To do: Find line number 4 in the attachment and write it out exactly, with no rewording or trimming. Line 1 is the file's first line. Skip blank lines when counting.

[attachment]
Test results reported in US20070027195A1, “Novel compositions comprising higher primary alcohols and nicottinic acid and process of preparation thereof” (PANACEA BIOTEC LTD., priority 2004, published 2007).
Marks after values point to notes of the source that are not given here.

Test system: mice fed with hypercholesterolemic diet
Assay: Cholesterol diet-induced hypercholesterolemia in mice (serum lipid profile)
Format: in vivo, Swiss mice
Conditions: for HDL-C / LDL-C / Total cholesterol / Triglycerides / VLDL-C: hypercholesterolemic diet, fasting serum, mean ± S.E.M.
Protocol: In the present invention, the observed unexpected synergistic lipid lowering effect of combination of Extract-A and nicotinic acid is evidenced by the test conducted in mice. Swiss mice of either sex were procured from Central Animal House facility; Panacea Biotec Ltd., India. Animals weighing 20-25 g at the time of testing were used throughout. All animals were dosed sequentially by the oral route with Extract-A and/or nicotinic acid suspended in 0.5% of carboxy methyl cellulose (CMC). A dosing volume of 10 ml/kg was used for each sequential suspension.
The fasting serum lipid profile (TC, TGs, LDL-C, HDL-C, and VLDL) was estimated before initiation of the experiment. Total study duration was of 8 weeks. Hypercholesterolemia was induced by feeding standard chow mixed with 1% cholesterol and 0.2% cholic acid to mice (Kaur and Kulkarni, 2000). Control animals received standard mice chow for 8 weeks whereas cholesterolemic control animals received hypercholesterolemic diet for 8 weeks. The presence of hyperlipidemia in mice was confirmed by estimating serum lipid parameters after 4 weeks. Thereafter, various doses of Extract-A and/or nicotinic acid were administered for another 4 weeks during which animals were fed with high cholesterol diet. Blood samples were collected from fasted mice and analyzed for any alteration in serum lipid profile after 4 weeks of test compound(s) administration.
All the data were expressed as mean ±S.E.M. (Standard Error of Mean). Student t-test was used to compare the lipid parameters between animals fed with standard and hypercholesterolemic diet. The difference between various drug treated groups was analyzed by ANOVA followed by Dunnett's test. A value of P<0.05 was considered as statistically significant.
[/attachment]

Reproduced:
Assay: Cholesterol diet-induced hypercholesterolemia in mice (serum lipid profile)